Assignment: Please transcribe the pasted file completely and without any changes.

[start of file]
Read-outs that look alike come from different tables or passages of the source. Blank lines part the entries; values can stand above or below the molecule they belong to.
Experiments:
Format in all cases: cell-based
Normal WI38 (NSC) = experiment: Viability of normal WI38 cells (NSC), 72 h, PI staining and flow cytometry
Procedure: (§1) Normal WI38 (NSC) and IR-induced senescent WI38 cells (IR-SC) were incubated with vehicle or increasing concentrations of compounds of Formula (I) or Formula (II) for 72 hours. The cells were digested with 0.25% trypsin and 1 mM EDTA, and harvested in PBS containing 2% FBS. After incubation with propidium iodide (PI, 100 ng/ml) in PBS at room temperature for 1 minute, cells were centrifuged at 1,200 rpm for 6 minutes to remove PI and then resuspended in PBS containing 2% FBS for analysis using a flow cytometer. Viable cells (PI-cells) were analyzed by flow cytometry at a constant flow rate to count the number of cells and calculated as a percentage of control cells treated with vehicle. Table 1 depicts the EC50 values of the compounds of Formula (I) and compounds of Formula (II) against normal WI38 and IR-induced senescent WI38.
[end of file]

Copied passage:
Read-outs that look alike come from different tables or passages of the source. Blank lines part the entries; values can stand above or below the molecule they belong to.
Experiments:
Format in all cases: cell-based
Normal WI38 (NSC) = experiment: Viability of normal WI38 cells (NSC), 72 h, PI staining and flow cytometry
Procedure: (§1) Normal WI38 (NSC) and IR-induced senescent WI38 cells (IR-SC) were incubated with vehicle or increasing concentrations of compounds of Formula (I) or Formula (II) for 72 hours. The cells were digested with 0.25% trypsin and 1 mM EDTA, and harvested in PBS containing 2% FBS. After incubation with propidium iodide (PI, 100 ng/ml) in PBS at room temperature for 1 minute, cells were centrifuged at 1,200 rpm for 6 minutes to remove PI and then resuspended in PBS containing 2% FBS for analysis using a flow cytometer. Viable cells (PI-cells) were analyzed by flow cytometry at a constant flow rate to count the number of cells and calculated as a percentage of control cells treated with vehicle. Table 1 depicts the EC50 values of the compounds of Formula (I) and compounds of Formula (II) against normal WI38 and IR-induced senescent WI38.